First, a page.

>> an example that would sort the data by client, by action type, then by time
>> stamp.  (EPOCH - TS ) would put the most current first.
>>
>> When you try to take a short cut, it usually will bite you in the ass.
>>
>> TANSTAAFL applies!
>>
>> HTH
>>
>> -Mike
>>
>> On Aug 11, 2013, at 12:21 AM, lars hofhansl <larsh@apache.org> wrote:
>>
>>  If you want deletes to work correctly you should enable
>>> KEEP_DELETED_CELLS for your column families (I still think that should be
>>> the default anyway).
>>> Otherwise time-range queries will not be correct w.r.t. deleted data
>>> (specifically you cannot get back at deleted data even if you specify a
>>> time range before the delete and even if you column family as unlimited
>>> versions).
>>>
>>>
>>> Depending on what your typical queries are, you might run into
>>> performance issues. HBase sorts all versions of a KeyValue adjacent to each
>>> other.
>>> If you now want to query only along the latest data (the last version),
>>> HBase will have to skip a lot of other versions. In the worst case the
>>> latest version of all KeyVales are on separate (HFile) blocks.
>>>
>>> The question of whether to use the builtin timestamps or model the time
>>> as part of the row keys (or even a time-column), is an interesting one.
>>> Generally the row-key identifies your row. If you want a new row for
>>> each TS in your logical model you should manage the time dimension yourself.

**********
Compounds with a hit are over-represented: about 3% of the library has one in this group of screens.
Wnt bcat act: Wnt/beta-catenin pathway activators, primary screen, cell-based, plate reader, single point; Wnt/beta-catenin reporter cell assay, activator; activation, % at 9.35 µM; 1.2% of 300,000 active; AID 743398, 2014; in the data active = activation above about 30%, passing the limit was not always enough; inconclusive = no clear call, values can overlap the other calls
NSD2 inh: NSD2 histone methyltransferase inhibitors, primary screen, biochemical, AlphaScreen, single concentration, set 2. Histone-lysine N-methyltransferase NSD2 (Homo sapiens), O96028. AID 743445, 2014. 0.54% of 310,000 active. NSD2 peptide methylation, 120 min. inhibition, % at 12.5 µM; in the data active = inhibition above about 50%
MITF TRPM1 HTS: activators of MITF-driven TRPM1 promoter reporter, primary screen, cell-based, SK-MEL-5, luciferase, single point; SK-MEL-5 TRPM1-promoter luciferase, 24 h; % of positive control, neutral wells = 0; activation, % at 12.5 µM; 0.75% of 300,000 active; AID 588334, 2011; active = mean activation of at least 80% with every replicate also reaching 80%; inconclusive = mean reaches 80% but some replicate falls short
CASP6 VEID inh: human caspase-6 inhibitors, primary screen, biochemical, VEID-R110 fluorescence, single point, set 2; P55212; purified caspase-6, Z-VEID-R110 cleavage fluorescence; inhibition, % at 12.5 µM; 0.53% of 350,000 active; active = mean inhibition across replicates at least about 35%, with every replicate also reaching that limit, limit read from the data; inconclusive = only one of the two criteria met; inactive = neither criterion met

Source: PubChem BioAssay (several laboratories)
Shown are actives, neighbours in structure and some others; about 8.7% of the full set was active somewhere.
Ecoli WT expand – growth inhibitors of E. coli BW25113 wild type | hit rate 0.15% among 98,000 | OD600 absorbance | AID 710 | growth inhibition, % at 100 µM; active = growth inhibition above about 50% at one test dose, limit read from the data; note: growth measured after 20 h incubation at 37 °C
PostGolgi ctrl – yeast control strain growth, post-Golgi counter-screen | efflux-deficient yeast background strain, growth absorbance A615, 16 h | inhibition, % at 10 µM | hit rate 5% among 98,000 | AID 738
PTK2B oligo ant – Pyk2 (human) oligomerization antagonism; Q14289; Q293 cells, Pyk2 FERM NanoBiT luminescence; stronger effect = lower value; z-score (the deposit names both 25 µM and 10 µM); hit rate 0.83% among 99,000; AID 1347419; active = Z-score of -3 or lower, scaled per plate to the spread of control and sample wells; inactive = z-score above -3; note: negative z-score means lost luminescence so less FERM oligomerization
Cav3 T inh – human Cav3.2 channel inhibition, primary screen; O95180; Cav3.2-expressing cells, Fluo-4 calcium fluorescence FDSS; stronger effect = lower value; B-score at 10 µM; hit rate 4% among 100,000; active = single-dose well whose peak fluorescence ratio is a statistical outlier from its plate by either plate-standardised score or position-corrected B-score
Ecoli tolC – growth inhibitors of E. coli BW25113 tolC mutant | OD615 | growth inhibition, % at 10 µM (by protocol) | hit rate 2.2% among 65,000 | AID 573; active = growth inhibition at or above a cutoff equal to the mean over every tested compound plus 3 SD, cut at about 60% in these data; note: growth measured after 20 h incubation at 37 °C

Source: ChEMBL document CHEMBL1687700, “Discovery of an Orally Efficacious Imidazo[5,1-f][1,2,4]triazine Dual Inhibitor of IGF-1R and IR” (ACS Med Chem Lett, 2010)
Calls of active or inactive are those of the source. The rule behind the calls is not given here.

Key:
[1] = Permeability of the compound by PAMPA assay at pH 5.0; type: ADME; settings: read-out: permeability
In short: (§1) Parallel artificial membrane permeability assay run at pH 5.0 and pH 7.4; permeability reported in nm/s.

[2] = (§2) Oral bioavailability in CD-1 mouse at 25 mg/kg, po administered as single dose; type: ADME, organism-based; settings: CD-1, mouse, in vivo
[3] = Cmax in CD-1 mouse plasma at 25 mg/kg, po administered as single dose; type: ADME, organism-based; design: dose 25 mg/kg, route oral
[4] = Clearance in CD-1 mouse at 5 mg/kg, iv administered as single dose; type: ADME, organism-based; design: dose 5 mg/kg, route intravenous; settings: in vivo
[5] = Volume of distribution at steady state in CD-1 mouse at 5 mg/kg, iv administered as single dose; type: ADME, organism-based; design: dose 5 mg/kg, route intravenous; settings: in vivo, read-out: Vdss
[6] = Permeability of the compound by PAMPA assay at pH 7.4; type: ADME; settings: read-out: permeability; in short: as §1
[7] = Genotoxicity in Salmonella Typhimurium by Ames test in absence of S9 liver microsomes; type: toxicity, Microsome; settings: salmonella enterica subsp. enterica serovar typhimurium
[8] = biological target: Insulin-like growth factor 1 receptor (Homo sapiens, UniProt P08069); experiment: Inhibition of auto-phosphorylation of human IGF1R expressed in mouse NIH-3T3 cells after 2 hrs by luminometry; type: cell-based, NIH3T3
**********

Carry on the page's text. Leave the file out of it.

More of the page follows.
>>> Otherwise if you identities (i.e. row) with many versions, the builtin
>>> TS might be better.
>>>
>>> -- Lars
>>>
>>> ______________________________**__
>>> From: Henning Blohm <henning.blohm@zfabrik.de>
>>> To: user <user@hbase.apache.org>
>>> Sent: Saturday, August 10, 2013 6:26 AM
>>> Subject: Using HBase timestamps as natural versioning
>>>
>>>
>>> Hi,
>>>
>>> we are managing some naturally time versioned data in HBase. That is,
>>> there are change events that have a specific time set and when such
>>> event is handled, data in HBase, pertaining to the exact same point in
>>> time, is updated.
>>>
>>> So far we are using HBase time stamps to model the time dimension. All
>>> columns have unlimited number of versions. That worked ok so far, and
>>> HBase's way of providing access to data at a given time or time range
>>> seemed a natural fit.
>>>
>>> We are aware of some tricky issues around timestamp handling (e.g. in
>>> particular in conjunction with deletes). As we need to migrate HBase
>>> stored data (for other reasons) shortly we are wondering, if our
>>> approach has some long-term drawbacks that we should pay attention to
>>> now and possibly re-design our timestamp handling as well.
>>>
>>> So my question is:
>>>
>>> * Is there problematic experience with using HBase timestamps as time
>>> dimension of your data (assuming it has some natural time-based
>>> versioning)?
>>>
>>> * Is it generally better to model time-based versioning of data within
>>> the data structure itself (e.g. in the row key) and why?
>>>
>>> * In case you used HBase timestamps similar to the way we use them,
>>> feedback on how that worked is welcome as well!
>>>
>>> Thanks,
>>> Henning
>>>
>>>  The opinions expressed here are mine, while they may reflect a
>> cognitive thought, that is purely accidental.
>> Use at your own risk.
>> Michael Segel
>> michael_segel (AT) hotmail.com
>>
>>
>>
>>
>>
>>
>
> --
> Henning Blohm
>
> *ZFabrik Software KG*
>
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>
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> >
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> >
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> >